The Debate


The following is by no means an academic, or even a 'learn-ed' discussion, as Heifetz would call it. It simply summarises the two positions of the 'debate' regarding the Heifetz's birth house, without taking sides. There are pretty good arguments to make the case  on either side. I only add my thoughts and doubts for either.

The birth house of Jascha Heifetz on Marionio Street no. 25 in Vilnius has been commonly acknowledged for a long time. Until 2004, that is. That year, Mr Geinrich Agranovski of the Vilna Gaon Jewish community Museum, had uncovered new documents which shed a new light on the accepted wisdom. The new evidence pointed indeed to another address, albeit a stone throw away from the original one (about 150 yards apart).

Agranovski's new findings are based on rather strong evidence consisting of documents written by Rubin Heifetz himself with regard to his place of abode. A strong case for the 'new' address is made by a petition dated 1903, addressed to the city council, in which the Jewish musicians of Vilna make request that a new synagogue be opened for them to cater for their special needs. Since most of them were busy during the day, either giving lessons, or playing and rehearsing at unconventional hours, the existing synagogues opening hours could not accommodate their free praying time. They hoped that a new schul would be opened later in the evening, allowing them to congregate and worship. The petition is personally signed by the musicians, including Rubin Heifetz, and states the latter's home address.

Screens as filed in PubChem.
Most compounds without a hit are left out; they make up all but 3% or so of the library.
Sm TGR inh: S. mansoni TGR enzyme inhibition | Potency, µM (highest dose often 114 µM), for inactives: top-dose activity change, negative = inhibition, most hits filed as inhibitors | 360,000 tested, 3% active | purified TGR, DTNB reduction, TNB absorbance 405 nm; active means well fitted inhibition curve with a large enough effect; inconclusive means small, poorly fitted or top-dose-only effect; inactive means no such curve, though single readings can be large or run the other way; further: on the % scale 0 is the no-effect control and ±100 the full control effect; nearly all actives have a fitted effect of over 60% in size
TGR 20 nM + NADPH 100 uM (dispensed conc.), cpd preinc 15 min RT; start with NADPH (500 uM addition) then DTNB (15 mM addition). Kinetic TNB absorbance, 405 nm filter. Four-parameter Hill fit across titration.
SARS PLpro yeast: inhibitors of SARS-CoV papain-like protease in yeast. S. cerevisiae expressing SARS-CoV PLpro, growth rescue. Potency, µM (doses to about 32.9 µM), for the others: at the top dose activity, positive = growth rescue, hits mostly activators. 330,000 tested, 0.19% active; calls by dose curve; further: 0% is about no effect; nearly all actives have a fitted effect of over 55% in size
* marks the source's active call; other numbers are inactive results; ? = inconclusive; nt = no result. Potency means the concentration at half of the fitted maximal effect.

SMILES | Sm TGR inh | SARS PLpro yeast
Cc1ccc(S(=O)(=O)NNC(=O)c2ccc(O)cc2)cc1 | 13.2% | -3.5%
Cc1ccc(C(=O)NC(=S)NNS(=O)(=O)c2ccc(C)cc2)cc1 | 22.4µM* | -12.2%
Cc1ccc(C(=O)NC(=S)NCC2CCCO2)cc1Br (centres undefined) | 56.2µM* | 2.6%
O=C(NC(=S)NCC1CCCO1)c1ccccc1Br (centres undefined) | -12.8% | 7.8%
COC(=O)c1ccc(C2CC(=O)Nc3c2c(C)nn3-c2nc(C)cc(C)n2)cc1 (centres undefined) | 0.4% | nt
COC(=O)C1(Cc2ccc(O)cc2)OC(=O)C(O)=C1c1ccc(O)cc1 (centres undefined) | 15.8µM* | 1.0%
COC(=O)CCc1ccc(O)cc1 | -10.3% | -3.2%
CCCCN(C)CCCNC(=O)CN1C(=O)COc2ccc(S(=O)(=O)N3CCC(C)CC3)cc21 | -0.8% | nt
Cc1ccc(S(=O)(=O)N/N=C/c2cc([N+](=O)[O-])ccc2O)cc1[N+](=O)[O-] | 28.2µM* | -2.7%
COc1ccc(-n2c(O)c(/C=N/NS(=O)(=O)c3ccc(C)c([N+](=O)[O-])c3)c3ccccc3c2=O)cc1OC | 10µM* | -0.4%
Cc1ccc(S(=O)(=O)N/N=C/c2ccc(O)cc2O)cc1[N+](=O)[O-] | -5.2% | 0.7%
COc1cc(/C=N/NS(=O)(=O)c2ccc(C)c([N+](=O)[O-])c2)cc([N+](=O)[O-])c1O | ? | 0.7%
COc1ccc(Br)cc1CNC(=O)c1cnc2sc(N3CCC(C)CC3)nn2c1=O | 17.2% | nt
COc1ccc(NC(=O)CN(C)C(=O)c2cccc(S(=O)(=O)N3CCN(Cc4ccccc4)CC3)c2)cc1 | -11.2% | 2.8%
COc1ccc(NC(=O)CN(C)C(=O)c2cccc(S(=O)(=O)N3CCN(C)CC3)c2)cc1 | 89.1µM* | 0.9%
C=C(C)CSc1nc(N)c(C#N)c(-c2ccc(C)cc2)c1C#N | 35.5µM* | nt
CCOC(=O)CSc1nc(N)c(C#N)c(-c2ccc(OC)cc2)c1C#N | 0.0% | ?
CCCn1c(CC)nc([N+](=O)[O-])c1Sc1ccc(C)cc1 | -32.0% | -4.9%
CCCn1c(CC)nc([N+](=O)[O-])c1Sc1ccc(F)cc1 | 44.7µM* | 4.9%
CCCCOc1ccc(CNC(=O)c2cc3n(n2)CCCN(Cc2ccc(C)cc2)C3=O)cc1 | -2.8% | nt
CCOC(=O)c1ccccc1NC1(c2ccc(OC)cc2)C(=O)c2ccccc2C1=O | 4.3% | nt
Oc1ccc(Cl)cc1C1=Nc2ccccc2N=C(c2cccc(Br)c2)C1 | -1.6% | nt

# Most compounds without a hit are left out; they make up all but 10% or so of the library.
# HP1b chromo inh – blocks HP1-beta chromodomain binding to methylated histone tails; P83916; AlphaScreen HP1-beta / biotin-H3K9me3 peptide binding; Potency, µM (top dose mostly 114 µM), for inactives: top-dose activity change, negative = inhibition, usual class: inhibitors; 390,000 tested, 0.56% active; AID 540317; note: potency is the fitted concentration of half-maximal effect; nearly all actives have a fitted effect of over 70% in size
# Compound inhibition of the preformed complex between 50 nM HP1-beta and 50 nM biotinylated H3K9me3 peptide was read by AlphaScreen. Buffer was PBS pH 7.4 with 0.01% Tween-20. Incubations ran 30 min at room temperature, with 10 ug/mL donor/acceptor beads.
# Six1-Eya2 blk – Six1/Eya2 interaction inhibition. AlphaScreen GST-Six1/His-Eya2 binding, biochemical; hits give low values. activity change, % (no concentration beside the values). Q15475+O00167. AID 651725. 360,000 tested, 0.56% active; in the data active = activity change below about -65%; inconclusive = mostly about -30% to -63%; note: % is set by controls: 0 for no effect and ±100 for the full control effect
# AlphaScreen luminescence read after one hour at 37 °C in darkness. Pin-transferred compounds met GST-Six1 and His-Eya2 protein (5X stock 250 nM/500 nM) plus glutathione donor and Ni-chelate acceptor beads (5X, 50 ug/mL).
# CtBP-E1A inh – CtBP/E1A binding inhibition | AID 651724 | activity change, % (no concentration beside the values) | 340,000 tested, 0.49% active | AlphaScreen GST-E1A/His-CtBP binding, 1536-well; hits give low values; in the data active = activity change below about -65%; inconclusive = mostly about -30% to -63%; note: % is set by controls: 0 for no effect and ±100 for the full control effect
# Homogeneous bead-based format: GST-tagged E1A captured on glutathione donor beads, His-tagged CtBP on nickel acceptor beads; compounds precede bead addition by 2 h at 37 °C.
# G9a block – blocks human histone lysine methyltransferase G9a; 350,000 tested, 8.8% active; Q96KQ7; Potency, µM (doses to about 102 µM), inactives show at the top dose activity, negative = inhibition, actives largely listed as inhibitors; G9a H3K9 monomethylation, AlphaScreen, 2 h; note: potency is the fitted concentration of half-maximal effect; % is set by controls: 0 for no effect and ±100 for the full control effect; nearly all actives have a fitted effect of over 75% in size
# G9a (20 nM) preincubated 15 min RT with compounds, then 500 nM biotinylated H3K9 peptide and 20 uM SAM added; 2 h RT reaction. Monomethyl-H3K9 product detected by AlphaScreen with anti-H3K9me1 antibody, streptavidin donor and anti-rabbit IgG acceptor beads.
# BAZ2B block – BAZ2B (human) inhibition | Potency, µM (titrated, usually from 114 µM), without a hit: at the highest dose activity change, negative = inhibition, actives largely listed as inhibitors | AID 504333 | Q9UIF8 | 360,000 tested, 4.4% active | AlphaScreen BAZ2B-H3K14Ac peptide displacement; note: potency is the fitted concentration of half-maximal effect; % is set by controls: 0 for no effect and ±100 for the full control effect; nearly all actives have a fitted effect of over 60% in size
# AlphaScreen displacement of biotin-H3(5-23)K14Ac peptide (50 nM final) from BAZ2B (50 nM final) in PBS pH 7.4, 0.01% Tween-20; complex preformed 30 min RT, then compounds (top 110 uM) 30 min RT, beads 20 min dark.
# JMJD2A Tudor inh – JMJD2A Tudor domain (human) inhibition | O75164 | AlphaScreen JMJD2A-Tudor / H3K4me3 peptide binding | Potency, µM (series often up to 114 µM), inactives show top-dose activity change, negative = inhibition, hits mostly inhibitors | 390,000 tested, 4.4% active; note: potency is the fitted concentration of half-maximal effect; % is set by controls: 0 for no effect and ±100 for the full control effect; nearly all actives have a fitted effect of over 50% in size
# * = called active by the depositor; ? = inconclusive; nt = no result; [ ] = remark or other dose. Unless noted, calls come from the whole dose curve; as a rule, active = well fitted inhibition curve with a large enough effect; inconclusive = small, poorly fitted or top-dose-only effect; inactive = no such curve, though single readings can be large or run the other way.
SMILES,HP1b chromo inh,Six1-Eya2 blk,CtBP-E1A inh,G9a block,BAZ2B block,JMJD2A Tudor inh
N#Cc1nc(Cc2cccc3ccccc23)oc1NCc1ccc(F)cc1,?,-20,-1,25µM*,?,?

But a birth place implies a birth certificate, or at least a birth registry. It would be interesting to analyze Heifetz's birth registration which was found among the documents (click it to enlarge). It is both in Hebrew and Russian and the clauses make fascinating reading. It gives some insight into the Jewish practices and habits of the time, some of which have little or nothing to do with authentic scripts. The Hebrew entries are extremely cursive, over-embellished with flourishes, making it difficult to decipher. The column headers gives specific instructions/examples as to what and how to record each entry, such as "Who was born and what name was s/he given, i.e. male, and his name is Reuven (sic, a random example on the form) or female, and her name is Rivka. Thus the name given to the newborn in this case was 'Iosef', born to the Polish Reuven Ben Eli(?) and Chaiu (Chaia) Bat Israel. The surname given is "Kheifetz" [or Cheifetz, as in Chaim/Haim). The next column is sub-divided into Jewish and Greek dates/counting: born in Vilna, on 13 Shvat [meaning 13th day of the Jewish month of Shvat, 20 January [year not given]. There are also the dates 20-27, presumably the latter day indicating the date of circumcision, as the header requires [if so, it was possibly a day earlier than prescribed by the scriptures]. The next column inquires about the Mohel's [person trained in the practice of Brit Milah, or circumcision] identity and about the name of he who performed a habit I personally find disturbing and repulsive which, I may add, has nothing to do with the impositions of the Torah - the "sucker". The practice was prevalent, as far as I know, in eastern Europe alone, in which immediately after the circumcision the first blood was sucked by the Mohel - how crass - by mouth. Notwithstanding the possible complications and dangers of infection, it was believed, I think, by those practicing the habit that touching the 'pure' blood of a newborn is a mitzva (why, I wouldn't know) and a blessing. I wouldn't be surprised if such barbaric habits were in part responsible for the birth of some 'blood rumours' amongst gentiles, in which Jews were supposed to injure or even kill gentile youth and drink their blood, at Passover for instance. Lest the idea may  seem far-fetched, I would remind that in 1900 in the city's Regional Court (left, click) a Vilnius barber, David Blondes, was accused of having injured his maid-servant for the purpose of "obtaining Christian blood for Passover "matzot" and was sentenced to 16 months imprisonment. It wasn't until 1902 when his famous lawyer Oscar Gruzenberg filed for appeal that Blondes was fully acquitted.